Libyan Abdel Baset al-Megrahi, who was found guilty of the 1988 Lockerbie bombing, in his room in a Tripoli hospital. File picture: AP

London - The family of a Libyan man convicted of the 1988 Lockerbie bombing launched a new effort Tuesday to posthumously clear his name.

Relatives of Abdelbaset al-Megrahi say he was wrongly convicted of the airliner bombing, which killed 270 people.

The family's lawyer, Aamer Anwar, handed a dossier of evidence to the Glasgow offices of the Scottish Criminal Cases Review Commission, which will decide whether to hand the case to an appeals court.

Al-Megrahi was convicted in 2001 of blowing up Pan Am Flight 103 over the Scottish town of Lockerbie on Dec. 21, 1988, killing all 259 people aboard and 11 on the ground. Many victims were American college students flying home for Christmas.

Al-Megrahi lost one appeal and abandoned another before being freed in 2009 on compassionate grounds. He died of cancer in 2012, still protesting his innocence.

The latest appeal seeks to overturn the murder conviction, citing concerns about the evidence that convicted al-Megrahi, including doubts about the timer alleged to have detonated the bomb.

A 1988 file photo shows Scottish rescue workers and crash investigators search the area around the cockpit of Pan Am flight 103 in a farmer's field east of Lockerbie, Scotland. Picture: Greg Bos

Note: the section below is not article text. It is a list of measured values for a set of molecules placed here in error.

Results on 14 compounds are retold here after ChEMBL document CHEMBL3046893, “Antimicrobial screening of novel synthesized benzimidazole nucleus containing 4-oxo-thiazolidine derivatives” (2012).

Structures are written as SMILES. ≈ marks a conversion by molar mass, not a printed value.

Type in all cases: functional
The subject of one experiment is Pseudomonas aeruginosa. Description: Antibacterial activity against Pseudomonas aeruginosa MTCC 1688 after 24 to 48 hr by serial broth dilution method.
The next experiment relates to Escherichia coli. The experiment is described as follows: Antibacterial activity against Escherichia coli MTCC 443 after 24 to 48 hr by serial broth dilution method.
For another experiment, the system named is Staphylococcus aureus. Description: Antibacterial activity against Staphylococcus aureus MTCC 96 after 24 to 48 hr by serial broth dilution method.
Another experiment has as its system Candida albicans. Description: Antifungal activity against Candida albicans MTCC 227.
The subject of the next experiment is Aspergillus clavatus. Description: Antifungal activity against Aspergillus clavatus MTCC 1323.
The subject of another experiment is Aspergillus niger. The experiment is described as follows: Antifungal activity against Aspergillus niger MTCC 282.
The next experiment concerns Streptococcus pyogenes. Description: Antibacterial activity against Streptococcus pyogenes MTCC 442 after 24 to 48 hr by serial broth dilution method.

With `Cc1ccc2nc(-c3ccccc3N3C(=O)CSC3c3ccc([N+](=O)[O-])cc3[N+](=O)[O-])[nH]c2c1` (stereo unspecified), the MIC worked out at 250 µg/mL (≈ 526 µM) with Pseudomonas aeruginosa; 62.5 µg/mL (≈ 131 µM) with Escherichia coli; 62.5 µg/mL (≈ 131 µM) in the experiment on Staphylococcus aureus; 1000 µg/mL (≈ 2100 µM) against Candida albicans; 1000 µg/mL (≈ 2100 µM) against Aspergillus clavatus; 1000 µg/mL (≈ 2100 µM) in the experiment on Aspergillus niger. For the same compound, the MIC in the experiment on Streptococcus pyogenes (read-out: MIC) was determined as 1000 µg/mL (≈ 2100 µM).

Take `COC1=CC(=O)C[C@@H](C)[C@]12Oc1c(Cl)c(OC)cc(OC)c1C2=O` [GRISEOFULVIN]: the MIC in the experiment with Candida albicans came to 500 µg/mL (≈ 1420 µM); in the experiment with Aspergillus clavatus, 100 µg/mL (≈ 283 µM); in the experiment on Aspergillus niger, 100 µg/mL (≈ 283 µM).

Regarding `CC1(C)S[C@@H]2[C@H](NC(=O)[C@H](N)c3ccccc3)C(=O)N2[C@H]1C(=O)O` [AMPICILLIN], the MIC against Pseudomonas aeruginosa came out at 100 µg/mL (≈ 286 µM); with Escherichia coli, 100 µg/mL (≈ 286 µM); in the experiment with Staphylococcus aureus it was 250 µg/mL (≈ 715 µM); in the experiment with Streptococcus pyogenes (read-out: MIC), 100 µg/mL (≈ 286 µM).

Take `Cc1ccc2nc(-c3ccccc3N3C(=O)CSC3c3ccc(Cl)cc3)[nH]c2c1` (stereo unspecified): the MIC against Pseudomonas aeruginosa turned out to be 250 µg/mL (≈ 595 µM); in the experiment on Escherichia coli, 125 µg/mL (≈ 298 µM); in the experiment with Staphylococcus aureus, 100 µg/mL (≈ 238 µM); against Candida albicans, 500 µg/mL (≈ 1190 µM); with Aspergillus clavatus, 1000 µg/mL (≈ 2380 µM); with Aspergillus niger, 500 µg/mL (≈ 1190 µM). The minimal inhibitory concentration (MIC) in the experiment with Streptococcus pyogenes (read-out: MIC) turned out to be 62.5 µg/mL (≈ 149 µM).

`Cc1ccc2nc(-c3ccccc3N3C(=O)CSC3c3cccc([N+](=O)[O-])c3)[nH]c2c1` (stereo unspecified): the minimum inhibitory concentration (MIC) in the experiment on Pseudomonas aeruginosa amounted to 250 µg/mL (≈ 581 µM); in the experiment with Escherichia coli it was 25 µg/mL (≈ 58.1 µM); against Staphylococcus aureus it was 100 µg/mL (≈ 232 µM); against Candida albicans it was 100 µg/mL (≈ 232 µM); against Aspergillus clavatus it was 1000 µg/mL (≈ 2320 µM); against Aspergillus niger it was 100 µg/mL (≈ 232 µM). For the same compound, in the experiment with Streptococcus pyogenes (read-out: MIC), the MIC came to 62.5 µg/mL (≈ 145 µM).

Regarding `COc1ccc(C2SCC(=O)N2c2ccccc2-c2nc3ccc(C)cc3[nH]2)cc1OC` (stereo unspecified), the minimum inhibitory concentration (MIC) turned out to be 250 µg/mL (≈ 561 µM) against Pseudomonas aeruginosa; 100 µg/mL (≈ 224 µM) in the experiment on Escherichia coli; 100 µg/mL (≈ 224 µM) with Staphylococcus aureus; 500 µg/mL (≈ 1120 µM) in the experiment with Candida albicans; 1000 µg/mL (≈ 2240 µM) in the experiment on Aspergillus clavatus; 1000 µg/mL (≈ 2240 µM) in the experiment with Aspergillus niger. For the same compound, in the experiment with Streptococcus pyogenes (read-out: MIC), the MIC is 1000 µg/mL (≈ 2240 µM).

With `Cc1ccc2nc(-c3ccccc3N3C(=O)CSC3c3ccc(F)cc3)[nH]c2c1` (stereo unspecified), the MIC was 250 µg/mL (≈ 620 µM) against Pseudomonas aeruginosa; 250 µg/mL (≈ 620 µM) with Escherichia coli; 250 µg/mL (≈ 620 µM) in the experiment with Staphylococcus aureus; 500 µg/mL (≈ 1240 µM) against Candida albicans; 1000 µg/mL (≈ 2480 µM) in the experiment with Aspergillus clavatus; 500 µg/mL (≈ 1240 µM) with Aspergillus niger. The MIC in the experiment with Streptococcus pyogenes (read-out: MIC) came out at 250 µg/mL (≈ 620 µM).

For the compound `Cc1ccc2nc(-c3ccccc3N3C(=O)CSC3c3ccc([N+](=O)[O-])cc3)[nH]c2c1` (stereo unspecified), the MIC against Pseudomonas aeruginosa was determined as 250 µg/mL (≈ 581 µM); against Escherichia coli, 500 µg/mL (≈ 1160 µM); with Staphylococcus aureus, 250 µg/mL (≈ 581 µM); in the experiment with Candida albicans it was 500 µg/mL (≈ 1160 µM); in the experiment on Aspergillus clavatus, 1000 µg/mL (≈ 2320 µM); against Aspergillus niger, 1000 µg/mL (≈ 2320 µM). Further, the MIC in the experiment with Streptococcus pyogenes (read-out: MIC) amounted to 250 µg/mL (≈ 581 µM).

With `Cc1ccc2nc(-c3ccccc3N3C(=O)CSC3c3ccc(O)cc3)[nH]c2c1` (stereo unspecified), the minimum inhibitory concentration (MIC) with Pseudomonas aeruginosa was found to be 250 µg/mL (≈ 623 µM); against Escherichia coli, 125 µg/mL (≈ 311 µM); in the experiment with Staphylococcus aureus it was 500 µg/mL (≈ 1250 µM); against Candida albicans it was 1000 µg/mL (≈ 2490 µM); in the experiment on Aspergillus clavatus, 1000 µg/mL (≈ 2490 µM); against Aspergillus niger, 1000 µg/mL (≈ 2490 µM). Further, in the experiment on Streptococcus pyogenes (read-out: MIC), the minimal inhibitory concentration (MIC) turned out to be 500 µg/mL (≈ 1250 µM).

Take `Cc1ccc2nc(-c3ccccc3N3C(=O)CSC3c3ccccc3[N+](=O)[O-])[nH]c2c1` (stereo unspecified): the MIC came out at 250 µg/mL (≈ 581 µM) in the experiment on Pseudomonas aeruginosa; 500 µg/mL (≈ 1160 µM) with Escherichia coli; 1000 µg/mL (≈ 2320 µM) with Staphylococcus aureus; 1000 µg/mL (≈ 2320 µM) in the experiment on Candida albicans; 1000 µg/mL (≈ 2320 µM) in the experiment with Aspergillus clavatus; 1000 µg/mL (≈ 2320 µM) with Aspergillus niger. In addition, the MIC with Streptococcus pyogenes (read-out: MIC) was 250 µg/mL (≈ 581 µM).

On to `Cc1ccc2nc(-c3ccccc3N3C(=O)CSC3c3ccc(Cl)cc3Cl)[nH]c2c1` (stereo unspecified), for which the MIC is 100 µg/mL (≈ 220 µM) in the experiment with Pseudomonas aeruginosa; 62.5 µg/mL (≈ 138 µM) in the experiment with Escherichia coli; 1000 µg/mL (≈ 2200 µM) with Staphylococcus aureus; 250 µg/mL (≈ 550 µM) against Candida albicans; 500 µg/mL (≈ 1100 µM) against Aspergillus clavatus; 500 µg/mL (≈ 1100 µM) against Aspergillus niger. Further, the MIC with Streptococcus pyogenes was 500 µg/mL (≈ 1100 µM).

It is supported by several relatives of Lockerbie victims, including Jim Swire, who lost his daughter Flora in the attack. He and some other relatives believe al-Megrahi was wrongfully convicted.

In this 1988 file photo, a police officer walks by the nose of Pan Am flight 103 in a field near the town of Lockerbie, Scotland where it lay after a bomb aboard exploded, killing a total of 270 people. Picture: Martin Cleaver

"The reputation of Scottish law has suffered both at home and internationally because of widespread doubts about the conviction of Mr. al-Megrahi," Anwar said. "It is in the interests of justice and restoring confidence in our criminal justice system that these doubts can be addressed."

Gerard Sinclair, chief executive of the Criminal Cases Review Commission, said the body would "give careful consideration to this new application."

Associated Press